Undine Parent Guide
With deliberate ambiguity baked into the storyline, this film gives viewers lots to think about.
Parent Movie Review
Berlin, as a city, has been many things. Trading post, capital, arts center, and a city torn in two – and all these different facets are what make Undine Wibeau’s (Paula Beer) job as an urban historian and lecturer so interesting. But her relationship is not as successful, and Johannes (Jacob Matschenz) is leaving her, in spite of her warnings to the contrary. Luckily for her, she meets Christoph (Franz Rogowski) at one of her lectures, and the two soon find themselves nearly inseparable…for now.
I’d tell you more, but the fun of this film is seeing things develop. As you may have gathered, this isn’t going to be a ripping action thriller with stuntmen, explosions, and product placement for beer. For one thing, small European films don’t have the budget for that Michael-Bay-esque orgy of computer generated characters and product placement. More importantly, they have actual stories to tell which require patience, thought, and careful consideration – not things that gravitate towards fast action.
I also can’t tell you more because the plot is somewhat nebulous. I’d be more inclined to be critical about this except that the ambiguity feels very deliberate. The filmmakers are quite happy to let you draw your own conclusions about Undine, and aren’t shy about leaving loose ends flapping in the breeze. If you’re comfortable with that kind of uncertainty, then this is the movie for you.
A lot of the European films I’ve reviewed seem to have a pretty broad tolerance for casual graphic nudity, which depending on the cast, can range from slightly awkward to deeply unpleasant. However, apart from some brief out-of-focus toplessness during an otherwise under-the-covers sex scene, there isn’t any here. There’s hardly any negative content at all, in fact, and apart from that little foray into nudity, I can’t see any reason this currently unrated film would get anything more severe than a PG-13.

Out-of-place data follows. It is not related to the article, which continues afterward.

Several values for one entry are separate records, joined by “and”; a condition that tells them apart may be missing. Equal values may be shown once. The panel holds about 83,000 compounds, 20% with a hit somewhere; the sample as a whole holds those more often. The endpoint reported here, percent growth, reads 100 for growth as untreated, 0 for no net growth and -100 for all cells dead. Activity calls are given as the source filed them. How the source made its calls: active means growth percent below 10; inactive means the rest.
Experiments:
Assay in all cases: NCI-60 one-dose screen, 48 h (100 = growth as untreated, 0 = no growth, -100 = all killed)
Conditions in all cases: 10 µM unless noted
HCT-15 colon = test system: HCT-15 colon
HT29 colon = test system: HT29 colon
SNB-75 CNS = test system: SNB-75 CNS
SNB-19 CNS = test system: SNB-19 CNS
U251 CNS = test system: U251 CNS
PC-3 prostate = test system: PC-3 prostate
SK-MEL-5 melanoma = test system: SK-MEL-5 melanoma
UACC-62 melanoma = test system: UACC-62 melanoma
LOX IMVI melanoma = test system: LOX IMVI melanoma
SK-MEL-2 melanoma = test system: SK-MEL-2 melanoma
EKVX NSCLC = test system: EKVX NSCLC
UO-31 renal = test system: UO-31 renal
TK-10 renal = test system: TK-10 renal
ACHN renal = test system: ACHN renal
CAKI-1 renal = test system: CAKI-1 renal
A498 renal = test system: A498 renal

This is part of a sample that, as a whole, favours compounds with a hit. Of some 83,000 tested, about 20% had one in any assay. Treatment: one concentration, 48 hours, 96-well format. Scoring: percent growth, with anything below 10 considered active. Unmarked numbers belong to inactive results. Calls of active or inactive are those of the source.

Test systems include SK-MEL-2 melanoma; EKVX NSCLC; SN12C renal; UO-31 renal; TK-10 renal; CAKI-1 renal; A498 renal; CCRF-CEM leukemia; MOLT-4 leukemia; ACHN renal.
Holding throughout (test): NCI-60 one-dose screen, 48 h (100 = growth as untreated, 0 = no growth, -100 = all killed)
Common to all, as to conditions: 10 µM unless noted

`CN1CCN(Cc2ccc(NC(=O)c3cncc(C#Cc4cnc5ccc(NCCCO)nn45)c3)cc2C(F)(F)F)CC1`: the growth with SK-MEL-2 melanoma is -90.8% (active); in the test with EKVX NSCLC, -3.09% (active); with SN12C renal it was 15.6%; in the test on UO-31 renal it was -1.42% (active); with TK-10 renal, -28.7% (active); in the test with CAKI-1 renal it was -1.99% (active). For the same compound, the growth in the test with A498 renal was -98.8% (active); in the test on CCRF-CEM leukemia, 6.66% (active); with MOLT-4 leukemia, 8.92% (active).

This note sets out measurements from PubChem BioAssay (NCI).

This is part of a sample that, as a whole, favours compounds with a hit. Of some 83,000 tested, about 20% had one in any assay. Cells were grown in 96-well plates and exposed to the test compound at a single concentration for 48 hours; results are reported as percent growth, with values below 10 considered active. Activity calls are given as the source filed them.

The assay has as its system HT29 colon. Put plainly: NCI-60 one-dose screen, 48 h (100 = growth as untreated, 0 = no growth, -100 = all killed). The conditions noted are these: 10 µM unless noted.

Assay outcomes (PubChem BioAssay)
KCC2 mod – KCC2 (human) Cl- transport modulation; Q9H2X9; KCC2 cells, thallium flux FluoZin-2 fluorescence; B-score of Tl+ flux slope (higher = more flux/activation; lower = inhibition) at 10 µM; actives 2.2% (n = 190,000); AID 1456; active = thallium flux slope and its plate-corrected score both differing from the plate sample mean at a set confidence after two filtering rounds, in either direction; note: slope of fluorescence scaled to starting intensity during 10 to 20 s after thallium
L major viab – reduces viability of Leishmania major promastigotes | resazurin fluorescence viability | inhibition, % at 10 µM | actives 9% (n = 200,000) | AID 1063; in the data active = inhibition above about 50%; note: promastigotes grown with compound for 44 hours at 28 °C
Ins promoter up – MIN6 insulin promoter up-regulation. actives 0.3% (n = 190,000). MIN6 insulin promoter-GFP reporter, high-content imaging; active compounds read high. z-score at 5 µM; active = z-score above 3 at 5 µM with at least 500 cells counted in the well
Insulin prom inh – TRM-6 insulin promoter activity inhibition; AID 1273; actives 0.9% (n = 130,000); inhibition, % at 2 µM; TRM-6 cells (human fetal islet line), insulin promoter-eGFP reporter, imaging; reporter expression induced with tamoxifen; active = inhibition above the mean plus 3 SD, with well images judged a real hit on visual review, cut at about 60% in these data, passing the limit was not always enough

That, of course, is not to say that this movie would be a wild success with your teenager – assuming your teenager isn’t a weirdo like me who enjoys slow foreign films. But if you’ve got the patience and the interest, Undine gives you a tidy 90 minutes to sink your brain into, and somewhere in the depths of the movie, you might just find something new. Or at least, a new way to look at something you thought you knew. Either way, I had a good time.Directed by Christian Petzold. Starring Paula Beer, Franz Rogowski, and Jacob Matschenz. Running time: 90 minutes. Theatrical release June 4, 2021. Updated June 4, 2021
Watch the trailer for Undine
Rating & Content Info
Why is Undine rated Not Rated? Undine is rated Not Rated by the MPAA
Violence: An individual is shown in the hospital after an accident. One character is drowned.
Sexual Content: There is a sex scene which involves brief out-of-focus female toplessness.
Profanity: There are two scatological profanities and occasional uses of terms of deity and mild profanity.
Alcohol / Drug Use: Adult characters are seen drinking socially and one is seen smoking a cigarette.
Page last updated June 4, 2021
Undine Parents' Guide
Berlin is a world city with a fascinating history, including a center of the arts and being the center of Nazi Germany. Articles about the history of Berlin include:
Civitatis: History of Berlin
Wikipedia: History of Berlin
For a deep dive into the history of Berlin you can watch: Berlin: Constantly Changing City.
Related home video titles:
Other ill-fated romances include La La Land, Casablanca, and Romeo + Juliet. More surreal options include The Shape of Water and Eternal Sunshine of the Spotless Mind. If you just like films which are open to interpretation, you may also like the somewhat more disturbing I’m Thinking of Ending Things.